Illegal street methadone is predominantly sourced by dealers from patients who have been legally prescribed the drug, either as a Heroin substitute or as a painkiller. It may also be stolen or diverted from pharmaceutical sources, rehab clinics and other places that are legally allowed to hold supplies of the drug and distribute it.
The ease with which Methadone flows into the black market depends largely on the controls and restrictions placed on the therapeutic use of the drug. For example in a country where recovering addicts are allowed to take home substantial supplies of the drug without monitoring, there will be a greater risk that this will then reach the street. Methadone may also be smuggled from one country to another.
Illegal distribution and use of Methadone can carry heavy criminal penalties, including lengthy jail sentences, but it continues to be bought and sold on the street.
Though Methadone is used to treat heroin addiction, it is itself an addictive substance. When taken as part of a therapeutic programme its use is usually monitored closely for this reason.
It’s not only recovering Heroin addicts who may become addicted to Methadone. Those taking it as prescribed for its painkilling properties may also become dependent on the drug.
In addition to these two groups of legitimate users, it is also possible that recreational drug users who have no previous history of Opiate or Opioid use may also become addicted to the drug after acquiring it on the street. Likewise, untreated Heroin users who have acquired street Methadone as an alternative due to Heroin supply scarcity may also become addicted.
As with other narcotics, there are two components to the addiction - the chemical dependency and the psychological dependency, both of which fuel the habit.
Those addicted to the drugs that have been prescribed it may lie to doctors and healthcare professionals about the severity of the symptoms in order to obtain higher quantities of the drug. They may also become very hostile towards the idea of reducing their dosage.
Those who are using street methadone may also exhibit certain side effects that suggest their use of the drug and possible addiction. Such side effects include unusually euphoric or content moods and rapid mood swings, nausea, urinary difficulties, reduced libido, appetite loss, increased sweating and spells of dizziness. However, it is important to remember that any of these symptoms may also be symptomatic of other substances or health conditions.
Although Methadone is used as a prescription drug in certain circumstances, addiction to the drug is not only possible, but it can also be dangerous and needs to be treated as with any other narcotic addiction.
Treatment for Methadone addiction needs to tackle both the physical side of the addiction (the chemical dependency that has developed within the individual’s body), and the psychological aspect of it.
As with other Opiate/ Opioid addictions, there are a number of different methods that may be used to help the individual break free of their dependency on Methadone. Whichever method is used, the process must be closely monitored and tailored to the individual, due to the potential severity of the withdrawal effects, and the relatively high chance of relapse.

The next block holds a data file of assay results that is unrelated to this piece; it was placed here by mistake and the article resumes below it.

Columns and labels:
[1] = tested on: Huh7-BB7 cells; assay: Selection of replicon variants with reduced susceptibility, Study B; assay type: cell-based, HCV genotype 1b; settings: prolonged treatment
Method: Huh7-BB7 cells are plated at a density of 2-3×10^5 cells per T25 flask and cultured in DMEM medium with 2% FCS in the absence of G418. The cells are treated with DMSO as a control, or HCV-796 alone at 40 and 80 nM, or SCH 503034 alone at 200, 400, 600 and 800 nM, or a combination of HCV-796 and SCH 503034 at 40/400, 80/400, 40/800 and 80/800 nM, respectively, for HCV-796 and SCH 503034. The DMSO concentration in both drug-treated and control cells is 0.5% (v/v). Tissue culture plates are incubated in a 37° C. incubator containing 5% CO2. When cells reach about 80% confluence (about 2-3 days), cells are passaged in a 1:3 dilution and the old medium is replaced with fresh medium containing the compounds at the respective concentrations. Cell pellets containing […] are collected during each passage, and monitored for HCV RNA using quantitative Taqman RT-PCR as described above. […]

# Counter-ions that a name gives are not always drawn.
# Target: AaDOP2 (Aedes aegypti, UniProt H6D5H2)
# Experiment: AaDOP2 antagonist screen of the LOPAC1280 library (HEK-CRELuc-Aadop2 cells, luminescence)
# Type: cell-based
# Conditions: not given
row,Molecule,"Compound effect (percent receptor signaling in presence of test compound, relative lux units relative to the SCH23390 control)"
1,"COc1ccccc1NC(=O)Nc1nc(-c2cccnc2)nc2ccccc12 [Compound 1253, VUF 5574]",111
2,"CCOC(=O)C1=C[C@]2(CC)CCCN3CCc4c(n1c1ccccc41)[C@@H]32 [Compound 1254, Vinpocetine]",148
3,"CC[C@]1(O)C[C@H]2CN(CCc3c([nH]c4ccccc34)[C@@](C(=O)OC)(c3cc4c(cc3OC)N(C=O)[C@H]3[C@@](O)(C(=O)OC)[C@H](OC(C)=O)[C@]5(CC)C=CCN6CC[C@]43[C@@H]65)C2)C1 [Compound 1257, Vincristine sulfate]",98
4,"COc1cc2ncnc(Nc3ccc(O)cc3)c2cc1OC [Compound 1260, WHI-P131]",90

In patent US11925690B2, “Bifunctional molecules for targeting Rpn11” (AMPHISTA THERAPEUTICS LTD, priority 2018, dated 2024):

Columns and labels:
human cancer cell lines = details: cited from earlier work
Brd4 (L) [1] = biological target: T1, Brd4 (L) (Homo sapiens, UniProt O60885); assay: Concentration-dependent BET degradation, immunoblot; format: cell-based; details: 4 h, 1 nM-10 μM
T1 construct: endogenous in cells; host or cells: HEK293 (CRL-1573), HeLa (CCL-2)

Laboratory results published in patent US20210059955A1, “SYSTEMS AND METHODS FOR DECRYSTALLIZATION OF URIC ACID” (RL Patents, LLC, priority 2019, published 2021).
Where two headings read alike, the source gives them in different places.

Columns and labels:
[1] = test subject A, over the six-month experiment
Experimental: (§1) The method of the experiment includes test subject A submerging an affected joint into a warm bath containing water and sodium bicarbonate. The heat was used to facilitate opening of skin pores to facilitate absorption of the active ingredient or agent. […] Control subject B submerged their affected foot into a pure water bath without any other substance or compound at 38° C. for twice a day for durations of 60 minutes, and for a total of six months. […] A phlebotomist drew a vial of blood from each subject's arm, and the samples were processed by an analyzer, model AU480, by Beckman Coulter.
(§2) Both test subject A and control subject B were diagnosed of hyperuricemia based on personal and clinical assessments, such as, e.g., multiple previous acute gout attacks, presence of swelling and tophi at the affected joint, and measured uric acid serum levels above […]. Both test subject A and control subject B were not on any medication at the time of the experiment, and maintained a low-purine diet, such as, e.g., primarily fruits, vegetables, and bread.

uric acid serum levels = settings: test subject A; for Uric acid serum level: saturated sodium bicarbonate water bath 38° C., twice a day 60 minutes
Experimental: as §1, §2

In severe cases of addiction the best route involves admission to a specialised rehabilitation centre or hospital where the individual can receive the care and treatment they need to get off the drug.
Detoxification is the first step in treatment. One approach is to gradually taper off the dosage of the drug, so as to reduce the number and intensity of unpleasant side effects that the patient experiences while coming off Methadone. Many former addicts have reported that the process of detoxing from the drug is as bad as or even worse than stopping taking Heroin.
Another approach is the rapid detox, or ‘cold turkey’ method, which involves immediate cessation of Methadone. This is almost always done in hospital under supervision, and medication may be used to ease the patient through the worst of the withdrawal symptoms.
Possible withdrawal symptoms of Methadone include: Vomiting, nausea, suicidal thoughts, intense anxiety and depression, diarrhoea, auditory/visual hallucinations, sleep problems and suicidal thoughts. These are usually accompanied by intense cravings to take the drug.
These symptoms can unfortunately be quite long in duration, lasting as much a month to six weeks. Even once the worst of these effects are over, close treatment for the addiction may be required for many months. In some cases an extended stay in a rehabilitation clinic for several months may be necessary to help the addict through the recovery process and prevent relapse into old substance seeking behaviours.
As well as medical supervision, rehabilitation programmes may also include counselling, therapies and support programs in the company of others struggling to beat their own addictions. This element of treatment is just as essential as actually physically stopping taking the drug, as it will not only help the patient to deal with the challenges and obstacles of recovery, but it will also help them find new substance-free ways of living.
In some treatment programmes a Methadone substitute may be given to the patient. In doing so care must be taken not to once again replace one addiction with another, and that is why drugs with a low addictive potential and relatively few withdrawal effects are chosen. One common replacement for Methadone is Buprenorphine, also known as Suboxone. This may be used throughout the treatment process to reduce cravings and help the patient to deal with the Methadone withdrawals more comfortably.